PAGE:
Tories 'to fight next election on low taxes'

THE TORIES will fight the next election on low taxes, in spite of the increases in the Budget, the Chancellor said yesterday.

Defending the tax increases which will take effect in April and attacking Labour's 'tax myths', Kenneth Clarke said: 'We fight elections on low tax. We did last time. We will next time . . .'

The campaign strategy will also be based on 'prosperity and secure jobs' - a clear signal that the Government intends to stick to its successful tactic of seeking a 'feel good' factor, probably with a tax- cutting boost before the next election.

The decision to devote virtually the whole of his speech to defending the Budget strategy and attacking Labour was seen by Labour as an admission that its attacks on the Government over broken pledges on tax were hitting their target.

Coming close to apologising for the Budget, Mr Clarke said he increased taxes 'only with great reluctance'. Colleagues denied his speech to businessmen in Maidstone, Kent, was defensive. 'He is never defensive. He is being very positive,' one source said. But John Major will reinforce the message at a Tory local government conference today in London.

Mr Clarke said the tax increases and pounds 10bn spending cuts were necessary to reduce borrowing, which was costing pounds 3bn a year in debt interest, equivalent to 2p in the pound. Reassuring the Tory right- wing that he was dedicated to cutting spending, he said: 'You can only be a low tax party if you keep control of public spending.'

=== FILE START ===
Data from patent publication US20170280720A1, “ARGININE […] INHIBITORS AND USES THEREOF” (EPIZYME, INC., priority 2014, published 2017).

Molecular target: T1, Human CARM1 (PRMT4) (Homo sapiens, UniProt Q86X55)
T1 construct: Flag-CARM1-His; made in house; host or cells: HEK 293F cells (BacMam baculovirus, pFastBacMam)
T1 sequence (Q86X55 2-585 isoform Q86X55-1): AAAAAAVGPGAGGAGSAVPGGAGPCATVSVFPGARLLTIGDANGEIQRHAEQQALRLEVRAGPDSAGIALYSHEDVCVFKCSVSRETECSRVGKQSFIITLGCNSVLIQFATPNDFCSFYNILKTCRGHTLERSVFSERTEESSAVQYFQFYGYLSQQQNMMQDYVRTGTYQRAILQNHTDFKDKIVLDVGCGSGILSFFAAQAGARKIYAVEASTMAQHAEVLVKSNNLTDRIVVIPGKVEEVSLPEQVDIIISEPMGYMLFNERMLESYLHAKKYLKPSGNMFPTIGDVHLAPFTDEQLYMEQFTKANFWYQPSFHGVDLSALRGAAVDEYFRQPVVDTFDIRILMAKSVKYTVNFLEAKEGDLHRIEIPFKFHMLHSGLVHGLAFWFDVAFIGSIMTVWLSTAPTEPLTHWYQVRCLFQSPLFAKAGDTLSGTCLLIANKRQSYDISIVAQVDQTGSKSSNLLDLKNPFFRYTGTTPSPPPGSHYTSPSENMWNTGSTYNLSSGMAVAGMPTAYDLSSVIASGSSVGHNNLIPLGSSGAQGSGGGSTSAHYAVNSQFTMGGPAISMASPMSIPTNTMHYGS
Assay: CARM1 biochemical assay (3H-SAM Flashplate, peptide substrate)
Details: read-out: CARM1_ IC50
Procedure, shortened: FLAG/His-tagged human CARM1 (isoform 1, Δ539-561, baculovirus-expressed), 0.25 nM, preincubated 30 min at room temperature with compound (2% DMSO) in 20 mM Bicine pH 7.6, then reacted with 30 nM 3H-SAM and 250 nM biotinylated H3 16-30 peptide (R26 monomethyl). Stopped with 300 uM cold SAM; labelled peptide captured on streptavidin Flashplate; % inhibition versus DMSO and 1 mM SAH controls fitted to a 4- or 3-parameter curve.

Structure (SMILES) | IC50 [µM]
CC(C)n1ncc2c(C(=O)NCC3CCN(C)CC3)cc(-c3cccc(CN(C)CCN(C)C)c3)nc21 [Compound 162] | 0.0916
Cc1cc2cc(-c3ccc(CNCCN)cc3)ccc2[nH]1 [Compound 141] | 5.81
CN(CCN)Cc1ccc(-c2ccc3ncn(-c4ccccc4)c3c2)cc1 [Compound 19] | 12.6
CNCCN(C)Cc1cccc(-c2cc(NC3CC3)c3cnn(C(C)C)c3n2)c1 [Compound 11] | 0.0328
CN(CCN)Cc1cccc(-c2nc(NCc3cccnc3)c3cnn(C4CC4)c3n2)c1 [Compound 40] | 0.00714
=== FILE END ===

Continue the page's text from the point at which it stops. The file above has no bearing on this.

His aim would be to reduce low marginal rates of tax by spreading taxes more widely. Treasury sources said this was not a hint at widening the VAT base, which he avoided in the Budget.

Sir Norman Fowler, the Conservative Party chairman, sought to counter Labour's accusations of Tory 'sleaze' over the BCCI scandal, claims that the Saudi Arabian royal family had given pounds 7m to the Tory Party, and the auditor's report on the improper sale of council houses by Westminster City Council. He accused Jack Straw, the Labour spokesman on local government, and other frontbenchers of 'indulging in some of the most disreputable campaigning tactics I can remember . . . of smear, and smear, and smear again.'

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